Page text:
State attorney general probes Macomb probate judge
The Michigan Attorney General's Office is investigating a Macomb County probate judge amid allegations she improperly appointed a guardian firm to handle the care of an elderly couple.
The probe isn't the first time Judge Kathryn George has been investigated by the state for allegedly circumventing the rules governing how probate judges must appoint guardians or conservators.
In 2008, the Michigan Supreme Court removed George as Macomb County's chief probate judge in the wake of a state-commissioned audit that found "flagrant violations of both law and practice" and "outrageous conduct committed against the individuals that need protection the most" in conservator appointments by George.
Friday's state investigation was revealed in a joint statement by Michigan Supreme Court Chief Justice Bridget M. McCormack and Macomb Circuit and Probate Court Chief Judge James M. Biernat Jr.
The development comes a day after WXYZ-TV (Channel 7) aired a story detailing how George appointed Caring Hearts Michigan Inc. of Clinton Township as guardian and conservator to handle the financial, legal and medical decisions for Barbara Delbridge, 70, and Bob Mitchell, 73, instead of the Utica couple's family members.
Under Michigan law, probate judges are supposed to give first consideration to family members when deciding who should handle the affairs of someone who is physically or mentally unable to do so, and firms are only to be appointed if there isn't a qualified relative available.
Relatives of Delbridge and Mitchell told WXYZ they were willing and able to handle the couple's affairs, but George appointed Caring Hearts anyway.
"Vulnerable Michigan residents and their families must have confidence that probate courts are following the law and taking appropriate steps to protect their rights," McCormack and Biernat said in their statement. "That’s why the Michigan Supreme Court is working with the Attorney General on the Elder Abuse Task Force to address concerns raised about the adult guardianship system.
“We have recently become aware of specific concerns regarding Macomb Probate Judge Kathryn George alleging that proper procedures are not being followed in her court and the rights of families are not being safeguarded.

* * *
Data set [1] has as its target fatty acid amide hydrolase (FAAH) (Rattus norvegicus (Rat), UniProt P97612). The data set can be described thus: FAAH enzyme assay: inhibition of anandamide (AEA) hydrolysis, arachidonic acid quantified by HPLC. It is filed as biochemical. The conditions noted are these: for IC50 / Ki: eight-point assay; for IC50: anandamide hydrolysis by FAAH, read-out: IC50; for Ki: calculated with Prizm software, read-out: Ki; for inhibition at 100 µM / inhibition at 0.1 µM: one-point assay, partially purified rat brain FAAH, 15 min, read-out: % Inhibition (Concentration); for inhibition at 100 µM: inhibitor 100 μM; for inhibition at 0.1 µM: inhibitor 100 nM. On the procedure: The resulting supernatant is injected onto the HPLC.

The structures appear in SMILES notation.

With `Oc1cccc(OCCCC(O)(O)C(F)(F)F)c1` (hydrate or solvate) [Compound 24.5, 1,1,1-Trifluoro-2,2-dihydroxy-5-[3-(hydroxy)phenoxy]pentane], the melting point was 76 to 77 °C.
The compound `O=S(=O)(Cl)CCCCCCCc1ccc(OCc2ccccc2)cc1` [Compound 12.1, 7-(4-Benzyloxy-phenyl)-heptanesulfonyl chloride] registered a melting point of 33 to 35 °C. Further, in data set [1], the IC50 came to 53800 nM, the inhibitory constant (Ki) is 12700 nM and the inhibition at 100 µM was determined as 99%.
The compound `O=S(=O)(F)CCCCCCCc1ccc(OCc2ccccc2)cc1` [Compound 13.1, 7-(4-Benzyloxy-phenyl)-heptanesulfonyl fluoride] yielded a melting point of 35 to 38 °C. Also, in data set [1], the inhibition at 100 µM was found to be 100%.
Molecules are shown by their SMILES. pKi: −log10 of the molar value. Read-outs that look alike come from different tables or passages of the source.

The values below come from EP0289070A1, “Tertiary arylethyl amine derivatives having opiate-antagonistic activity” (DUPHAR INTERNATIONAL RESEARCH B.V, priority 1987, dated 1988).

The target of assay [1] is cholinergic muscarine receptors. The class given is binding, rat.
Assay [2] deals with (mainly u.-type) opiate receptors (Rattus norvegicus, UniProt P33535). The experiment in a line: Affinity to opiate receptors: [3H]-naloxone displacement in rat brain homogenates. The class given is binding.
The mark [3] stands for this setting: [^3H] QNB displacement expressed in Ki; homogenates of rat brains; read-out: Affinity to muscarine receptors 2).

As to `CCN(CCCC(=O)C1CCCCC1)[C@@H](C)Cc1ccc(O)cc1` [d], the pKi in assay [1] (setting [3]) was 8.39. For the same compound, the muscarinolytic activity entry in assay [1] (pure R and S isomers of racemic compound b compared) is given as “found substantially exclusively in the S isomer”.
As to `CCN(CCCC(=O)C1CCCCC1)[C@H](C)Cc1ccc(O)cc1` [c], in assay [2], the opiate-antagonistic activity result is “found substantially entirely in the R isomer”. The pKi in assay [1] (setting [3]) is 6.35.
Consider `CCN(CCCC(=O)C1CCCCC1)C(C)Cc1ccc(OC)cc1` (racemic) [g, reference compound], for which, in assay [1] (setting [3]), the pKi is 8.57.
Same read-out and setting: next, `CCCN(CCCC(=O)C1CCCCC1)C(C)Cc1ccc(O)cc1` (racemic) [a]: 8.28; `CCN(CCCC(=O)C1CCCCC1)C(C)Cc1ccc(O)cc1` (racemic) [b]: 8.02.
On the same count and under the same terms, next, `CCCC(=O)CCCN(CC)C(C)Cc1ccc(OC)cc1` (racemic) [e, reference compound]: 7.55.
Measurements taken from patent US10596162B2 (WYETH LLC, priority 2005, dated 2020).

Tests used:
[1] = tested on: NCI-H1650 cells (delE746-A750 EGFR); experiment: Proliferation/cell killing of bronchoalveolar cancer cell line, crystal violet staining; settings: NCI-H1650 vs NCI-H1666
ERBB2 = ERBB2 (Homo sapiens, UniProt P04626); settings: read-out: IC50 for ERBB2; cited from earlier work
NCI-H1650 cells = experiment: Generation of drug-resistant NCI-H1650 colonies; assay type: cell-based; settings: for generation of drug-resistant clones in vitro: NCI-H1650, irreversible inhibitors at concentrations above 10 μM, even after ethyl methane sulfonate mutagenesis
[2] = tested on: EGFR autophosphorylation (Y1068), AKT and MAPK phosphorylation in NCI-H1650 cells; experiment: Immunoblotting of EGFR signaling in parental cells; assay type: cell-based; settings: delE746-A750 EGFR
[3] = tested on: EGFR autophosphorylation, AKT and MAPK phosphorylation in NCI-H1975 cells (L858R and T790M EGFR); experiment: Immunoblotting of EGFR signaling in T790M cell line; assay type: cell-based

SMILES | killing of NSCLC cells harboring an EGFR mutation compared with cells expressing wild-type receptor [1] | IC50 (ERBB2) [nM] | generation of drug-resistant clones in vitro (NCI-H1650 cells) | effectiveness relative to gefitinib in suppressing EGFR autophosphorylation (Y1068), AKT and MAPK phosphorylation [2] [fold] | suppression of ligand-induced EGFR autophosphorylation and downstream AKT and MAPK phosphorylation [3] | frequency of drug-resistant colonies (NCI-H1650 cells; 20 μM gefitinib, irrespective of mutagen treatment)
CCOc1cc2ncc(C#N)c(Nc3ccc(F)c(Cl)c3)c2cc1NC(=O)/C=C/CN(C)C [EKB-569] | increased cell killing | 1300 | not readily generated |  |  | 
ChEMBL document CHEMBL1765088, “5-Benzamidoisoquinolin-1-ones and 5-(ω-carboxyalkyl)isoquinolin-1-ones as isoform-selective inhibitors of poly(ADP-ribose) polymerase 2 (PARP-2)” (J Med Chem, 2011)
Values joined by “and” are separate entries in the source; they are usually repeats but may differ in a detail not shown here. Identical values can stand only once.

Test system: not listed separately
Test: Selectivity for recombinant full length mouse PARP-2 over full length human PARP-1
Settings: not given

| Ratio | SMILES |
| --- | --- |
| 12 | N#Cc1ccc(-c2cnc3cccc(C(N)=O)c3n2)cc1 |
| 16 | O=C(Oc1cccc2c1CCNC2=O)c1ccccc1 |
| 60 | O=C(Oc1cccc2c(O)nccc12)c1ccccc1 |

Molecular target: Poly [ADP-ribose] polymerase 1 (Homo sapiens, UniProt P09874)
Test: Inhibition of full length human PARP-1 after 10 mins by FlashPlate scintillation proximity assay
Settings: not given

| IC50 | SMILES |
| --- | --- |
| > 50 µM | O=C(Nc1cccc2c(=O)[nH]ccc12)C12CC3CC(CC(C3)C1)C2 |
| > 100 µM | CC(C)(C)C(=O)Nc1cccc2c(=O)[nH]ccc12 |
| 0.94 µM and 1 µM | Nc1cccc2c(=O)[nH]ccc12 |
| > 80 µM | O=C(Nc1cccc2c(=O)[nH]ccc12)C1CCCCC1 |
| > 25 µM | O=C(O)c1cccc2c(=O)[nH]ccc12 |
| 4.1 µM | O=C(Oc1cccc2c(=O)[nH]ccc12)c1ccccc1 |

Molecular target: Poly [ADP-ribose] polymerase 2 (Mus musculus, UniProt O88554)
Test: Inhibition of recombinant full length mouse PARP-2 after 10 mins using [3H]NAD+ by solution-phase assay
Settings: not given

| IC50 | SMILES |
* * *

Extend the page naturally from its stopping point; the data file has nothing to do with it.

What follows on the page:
"We commend the attorney general who has already begun an investigation about these concerns and ask her to use the full powers of her office to examine how vulnerable adults are being treated."
Phone calls Friday to George and the Macomb Probate Court were not immediately returned. The Detroit News was unable to contact Caring Hearts.
Dan Olsen, a spokesman for Attorney General Dana Nessel, said Friday of the investigation into George: "We’re looking into it. That's all I can say right now."
The WXYZ story told how Marcie Mitchell hadn't seen her father, Bob, or stepmother, Delbridge, in more than a month after George appointed Caring Hearts to handle the affairs of the couple.
Caring Hearts erected a six-foot-tall privacy fence around the Utica home of Mitchell and Deldrige. Marcie Mitchell, who lives next door to her father and stepmother, told the TV station: “I just want my parents back."
In November, Marcie Mitchell attempted to become the guardian for her father and stepmother over concerns about their mental health, but George appointed Caring Hearts, which is owned by Catherine Kirk, the wife of Robert Kirk, a Macomb County public administrator in the Macomb Probate Court.
George has come under fire before over her appointments in probate cases.
In 2007, The News reported that George wasn't following the court rules that compel judges to appoint guardians and conservators from a list of approved agencies on a rotating basis.
Court records showed George appointed an inordinate number of cases to ADDMS Guardianship Services, despite several complaints from families who said the Shelby Township firm overbilled them or mismanaged their relatives' assets.
In some cases, George appointed ADDMS over family members who insisted they could have cared for their relatives.
Following The News' reporting, the State Court Administrator's Office, which oversees Michigan's courts, commissioned the Whall Group, an Auburn Hills-based fraud investigation firm, to look into George's appointments.
The audit found that ADDMS charged exorbitant fees and made questionable sales of the property owned by people for whom the firm was caring.
"The current examination revealed several cases where the ward's property was sold for significantly less than two times the state equalized value, where no appraisals were provided or ordered," along with "multiple problems in accounting for assets," the audit said.
In one 2007 case cited by the auditor, ADDMS, which had been appointed by George, sold the entire contents of the ward's home, "including furnishings, appliances, clothing and two vintage automobiles," the audit said. ADDMS also filed a petition to sell the man's home for $149,000, which was "significantly less than the market value of $217,000," the audit said. A visiting judge denied the sale.
When the ward petitioned to have ADDMS removed as conservator, ADDMS refused to turn over any of the proceeds from the sale unless the ward withdrew the petition, the audit found.
The audit "convinces the (State Court Administrative Office) that Judge George should not continue as chief judge," the office's chief of staff, Carl Gromek, wrote in a May 16, 2008, letter to the Michigan Supreme Court.
Following the audit's release, ADDMS was barred from handling cases and has since gone out of business.